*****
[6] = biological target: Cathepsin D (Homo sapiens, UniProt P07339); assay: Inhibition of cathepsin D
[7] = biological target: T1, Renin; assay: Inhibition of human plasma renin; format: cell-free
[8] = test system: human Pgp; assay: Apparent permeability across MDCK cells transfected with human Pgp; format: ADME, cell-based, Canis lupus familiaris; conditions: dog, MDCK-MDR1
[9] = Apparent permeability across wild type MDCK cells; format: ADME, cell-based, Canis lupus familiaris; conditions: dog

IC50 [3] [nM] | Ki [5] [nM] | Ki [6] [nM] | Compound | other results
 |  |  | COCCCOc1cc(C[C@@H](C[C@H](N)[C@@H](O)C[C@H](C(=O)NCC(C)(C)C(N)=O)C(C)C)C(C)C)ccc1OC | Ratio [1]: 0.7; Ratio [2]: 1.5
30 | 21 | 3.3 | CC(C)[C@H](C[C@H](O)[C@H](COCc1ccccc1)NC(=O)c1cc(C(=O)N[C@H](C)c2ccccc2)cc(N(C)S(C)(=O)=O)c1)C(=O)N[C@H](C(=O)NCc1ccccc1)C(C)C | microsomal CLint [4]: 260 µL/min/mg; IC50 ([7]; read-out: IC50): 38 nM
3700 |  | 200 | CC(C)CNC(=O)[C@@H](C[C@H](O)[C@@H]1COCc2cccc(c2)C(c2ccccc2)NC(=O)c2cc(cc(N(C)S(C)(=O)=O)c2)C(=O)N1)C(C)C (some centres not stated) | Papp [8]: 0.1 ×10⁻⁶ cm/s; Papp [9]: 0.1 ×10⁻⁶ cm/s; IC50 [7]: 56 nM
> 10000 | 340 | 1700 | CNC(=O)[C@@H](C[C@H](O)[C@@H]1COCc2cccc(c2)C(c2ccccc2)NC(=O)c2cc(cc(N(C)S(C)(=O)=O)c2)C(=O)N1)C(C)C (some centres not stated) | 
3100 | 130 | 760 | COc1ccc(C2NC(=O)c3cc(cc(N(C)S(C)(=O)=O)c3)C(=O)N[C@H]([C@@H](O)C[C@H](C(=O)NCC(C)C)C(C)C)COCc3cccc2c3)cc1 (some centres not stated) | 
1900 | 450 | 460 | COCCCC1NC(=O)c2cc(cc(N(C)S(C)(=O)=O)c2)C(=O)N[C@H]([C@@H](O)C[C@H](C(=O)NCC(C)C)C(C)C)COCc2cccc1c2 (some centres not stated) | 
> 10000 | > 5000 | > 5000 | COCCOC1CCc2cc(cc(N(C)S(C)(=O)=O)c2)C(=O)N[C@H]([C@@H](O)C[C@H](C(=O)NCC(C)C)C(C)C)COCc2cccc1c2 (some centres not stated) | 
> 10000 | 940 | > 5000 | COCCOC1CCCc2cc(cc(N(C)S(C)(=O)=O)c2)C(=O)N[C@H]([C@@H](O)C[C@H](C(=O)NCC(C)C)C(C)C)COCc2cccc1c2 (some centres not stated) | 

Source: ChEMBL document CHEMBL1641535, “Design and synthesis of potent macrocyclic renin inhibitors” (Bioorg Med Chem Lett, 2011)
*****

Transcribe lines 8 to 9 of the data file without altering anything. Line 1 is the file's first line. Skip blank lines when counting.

3700 |  | 200 | CC(C)CNC(=O)[C@@H](C[C@H](O)[C@@H]1COCc2cccc(c2)C(c2ccccc2)NC(=O)c2cc(cc(N(C)S(C)(=O)=O)c2)C(=O)N1)C(C)C (some centres not stated) | Papp [8]: 0.1 ×10⁻⁶ cm/s; Papp [9]: 0.1 ×10⁻⁶ cm/s; IC50 [7]: 56 nM
> 10000 | 340 | 1700 | CNC(=O)[C@@H](C[C@H](O)[C@@H]1COCc2cccc(c2)C(c2ccccc2)NC(=O)c2cc(cc(N(C)S(C)(=O)=O)c2)C(=O)N1)C(C)C (some centres not stated) | 